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Digestive health centre

Medicines that slow down bowel movements

BMJ Group Medical Reference

These medicines are also known as antimotility drugs. They work by slowing down the action of your bowels. They include:

You can buy loperamide yourself from a pharmacist. You can also buy co-phenotrope over the counter, but it should only be used for people over 16.

Some good-quality studies have found that loperamide helps diarrhoea clear up more quickly. In some studies, people who took it were better after a day. [15] [16] Loperamide can help people who get diarrhoea when travelling as well as people who get it at home. Two studies found it helped to reduce the need to go to the toilet so often and to clear up diarrhoea more quickly. [17] [18]

A review of six studies found that more people with traveller's diarrhoea who took loperamide along with antibiotics recovered more quickly - most commonly within a day or two - than people who took antibiotics alone. [19] But the studies were designed quite differently and we don't know if they compared like with like. We also do not know if the benefits would apply to people who are not travelling.

Taking co-phenotrope for diarrhoea can also help you go to the toilet less often. [20] But in the studies we looked at, people's diarrhoea didn't clear up any faster.

You may get constipated if you take loperamide. In one of the studies, a quarter of people taking loperamide got constipation, compared with 7 in 100 people taking a dummy treatment (a placebo) for comparison. [15]

Some people get other side effects from loperamide. These include dizziness, drowsiness, or a dry mouth. [21] [22]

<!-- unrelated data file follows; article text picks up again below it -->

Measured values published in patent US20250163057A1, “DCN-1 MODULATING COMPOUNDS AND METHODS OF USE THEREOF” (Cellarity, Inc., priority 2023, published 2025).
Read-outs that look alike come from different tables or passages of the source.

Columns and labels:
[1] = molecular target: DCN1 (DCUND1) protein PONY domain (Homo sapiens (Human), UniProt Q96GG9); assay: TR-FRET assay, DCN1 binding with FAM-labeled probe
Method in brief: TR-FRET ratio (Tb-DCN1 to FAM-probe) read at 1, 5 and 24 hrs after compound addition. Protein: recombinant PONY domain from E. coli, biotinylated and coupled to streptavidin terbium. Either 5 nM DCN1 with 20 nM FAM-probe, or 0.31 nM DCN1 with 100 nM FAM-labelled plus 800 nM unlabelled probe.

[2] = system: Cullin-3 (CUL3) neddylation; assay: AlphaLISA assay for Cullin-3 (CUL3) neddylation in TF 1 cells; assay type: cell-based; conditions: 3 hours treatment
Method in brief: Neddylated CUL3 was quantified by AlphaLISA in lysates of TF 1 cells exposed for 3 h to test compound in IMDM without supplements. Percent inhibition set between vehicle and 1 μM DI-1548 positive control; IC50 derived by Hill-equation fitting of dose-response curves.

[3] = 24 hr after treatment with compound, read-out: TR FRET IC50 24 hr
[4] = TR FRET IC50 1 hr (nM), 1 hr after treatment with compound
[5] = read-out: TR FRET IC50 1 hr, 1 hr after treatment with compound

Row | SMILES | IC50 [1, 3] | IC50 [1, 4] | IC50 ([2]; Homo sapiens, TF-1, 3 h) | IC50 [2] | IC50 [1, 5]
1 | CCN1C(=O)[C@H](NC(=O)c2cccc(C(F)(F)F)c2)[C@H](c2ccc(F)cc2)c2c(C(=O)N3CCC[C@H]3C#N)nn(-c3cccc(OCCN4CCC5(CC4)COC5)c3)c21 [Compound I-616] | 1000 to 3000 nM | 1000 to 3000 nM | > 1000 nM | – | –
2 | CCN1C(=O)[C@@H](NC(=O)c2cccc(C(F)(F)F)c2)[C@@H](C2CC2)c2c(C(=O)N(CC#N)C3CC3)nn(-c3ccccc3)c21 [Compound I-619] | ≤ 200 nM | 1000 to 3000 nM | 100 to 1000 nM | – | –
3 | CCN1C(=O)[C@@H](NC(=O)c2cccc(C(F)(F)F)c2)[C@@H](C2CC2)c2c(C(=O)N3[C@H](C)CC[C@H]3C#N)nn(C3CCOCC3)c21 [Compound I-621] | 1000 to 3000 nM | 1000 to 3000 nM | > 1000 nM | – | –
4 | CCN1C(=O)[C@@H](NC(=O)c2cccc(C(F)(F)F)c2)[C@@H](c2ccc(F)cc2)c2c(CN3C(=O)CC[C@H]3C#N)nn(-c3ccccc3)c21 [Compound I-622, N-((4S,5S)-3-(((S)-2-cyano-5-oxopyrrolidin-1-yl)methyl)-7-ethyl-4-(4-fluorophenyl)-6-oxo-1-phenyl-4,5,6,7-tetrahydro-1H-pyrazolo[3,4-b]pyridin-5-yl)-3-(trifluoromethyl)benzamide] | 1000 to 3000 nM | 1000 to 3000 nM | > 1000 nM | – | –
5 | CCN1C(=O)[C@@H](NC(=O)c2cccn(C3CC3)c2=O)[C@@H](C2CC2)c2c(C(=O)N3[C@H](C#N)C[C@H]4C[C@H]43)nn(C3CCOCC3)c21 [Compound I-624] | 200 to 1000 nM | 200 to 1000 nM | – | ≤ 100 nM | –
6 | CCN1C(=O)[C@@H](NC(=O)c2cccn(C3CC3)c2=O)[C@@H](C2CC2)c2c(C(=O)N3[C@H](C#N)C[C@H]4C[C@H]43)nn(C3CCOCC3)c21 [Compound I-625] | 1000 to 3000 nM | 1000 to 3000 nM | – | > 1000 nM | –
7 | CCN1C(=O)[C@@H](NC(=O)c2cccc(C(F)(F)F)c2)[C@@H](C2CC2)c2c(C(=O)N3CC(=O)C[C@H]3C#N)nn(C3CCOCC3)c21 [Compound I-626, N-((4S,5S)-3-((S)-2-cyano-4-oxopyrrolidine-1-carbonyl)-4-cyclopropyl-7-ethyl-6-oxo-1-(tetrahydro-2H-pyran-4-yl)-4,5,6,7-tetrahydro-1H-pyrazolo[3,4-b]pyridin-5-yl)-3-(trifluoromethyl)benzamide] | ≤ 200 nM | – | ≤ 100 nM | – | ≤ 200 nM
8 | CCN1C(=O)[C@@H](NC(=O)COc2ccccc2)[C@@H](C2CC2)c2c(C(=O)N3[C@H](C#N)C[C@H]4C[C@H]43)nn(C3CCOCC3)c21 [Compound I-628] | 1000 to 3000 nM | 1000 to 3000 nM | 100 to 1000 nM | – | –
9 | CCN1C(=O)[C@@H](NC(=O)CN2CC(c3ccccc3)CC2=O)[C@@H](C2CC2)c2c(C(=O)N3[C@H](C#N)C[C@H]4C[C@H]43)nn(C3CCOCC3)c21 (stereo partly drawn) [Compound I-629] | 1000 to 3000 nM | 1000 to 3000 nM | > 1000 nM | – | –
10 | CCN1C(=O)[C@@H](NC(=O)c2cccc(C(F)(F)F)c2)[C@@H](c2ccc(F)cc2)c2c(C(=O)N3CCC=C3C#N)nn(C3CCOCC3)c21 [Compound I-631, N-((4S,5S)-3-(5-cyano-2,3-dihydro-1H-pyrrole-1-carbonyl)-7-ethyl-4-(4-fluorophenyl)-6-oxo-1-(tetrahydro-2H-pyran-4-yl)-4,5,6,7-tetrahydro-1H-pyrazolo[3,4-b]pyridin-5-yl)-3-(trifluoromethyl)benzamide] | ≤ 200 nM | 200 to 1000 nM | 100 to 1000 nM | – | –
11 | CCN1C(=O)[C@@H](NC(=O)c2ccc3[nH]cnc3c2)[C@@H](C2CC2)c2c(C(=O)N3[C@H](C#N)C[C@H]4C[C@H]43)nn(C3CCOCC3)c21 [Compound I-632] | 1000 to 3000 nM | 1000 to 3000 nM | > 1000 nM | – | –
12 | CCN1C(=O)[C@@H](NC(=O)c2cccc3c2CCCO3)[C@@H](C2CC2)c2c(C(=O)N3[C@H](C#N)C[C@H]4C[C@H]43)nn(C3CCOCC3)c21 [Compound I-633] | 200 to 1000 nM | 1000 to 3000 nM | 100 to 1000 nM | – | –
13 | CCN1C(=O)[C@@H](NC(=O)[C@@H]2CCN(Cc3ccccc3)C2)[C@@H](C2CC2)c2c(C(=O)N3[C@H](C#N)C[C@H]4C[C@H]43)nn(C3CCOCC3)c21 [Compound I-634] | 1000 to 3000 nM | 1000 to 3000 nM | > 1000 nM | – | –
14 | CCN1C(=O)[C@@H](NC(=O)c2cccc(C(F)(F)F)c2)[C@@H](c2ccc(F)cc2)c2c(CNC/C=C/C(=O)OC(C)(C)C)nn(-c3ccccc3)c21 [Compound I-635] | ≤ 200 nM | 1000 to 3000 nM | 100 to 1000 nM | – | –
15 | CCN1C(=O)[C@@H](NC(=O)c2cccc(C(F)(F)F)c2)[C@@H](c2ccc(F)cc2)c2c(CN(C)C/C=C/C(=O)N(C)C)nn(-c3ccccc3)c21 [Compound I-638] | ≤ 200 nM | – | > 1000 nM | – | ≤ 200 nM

You shouldn't take loperamide if you have a fever, or if there's blood or mucus in your stools. [21] If you have these symptoms, see a doctor.

You should stop taking loperamide and see your doctor straight away if you have any of these side effects, which could be serious: [21] [22]

The research on co-phenotrope didn't mention side effects. But we do know that if you take it regularly you can become dependent on it. [22] Being dependent means you get unpleasant withdrawal symptoms when you stop taking it. It can also react with other drugs, so it's important to check with your doctor or pharmacist before you take it.

Stop taking co-phenotrope straight away and see your doctor if you have any of these symptoms: [22]

  • Severe nausea and vomiting

  • Severe stomach pain

  • A bloated abdomen

  • Loss of appetite

  • Severe drowsiness

  • Palpitations (a fast, irregular heartbeat)

  • Swelling

  • A rash

  • Dry skin, nose, or mouth

  • Difficulty breathing

  • Seizures.

Last Updated: October 18, 2012
This information does not replace medical advice.  If you are concerned you might have a medical problem please ask your Boots pharmacy team in your local Boots store, or see your doctor.

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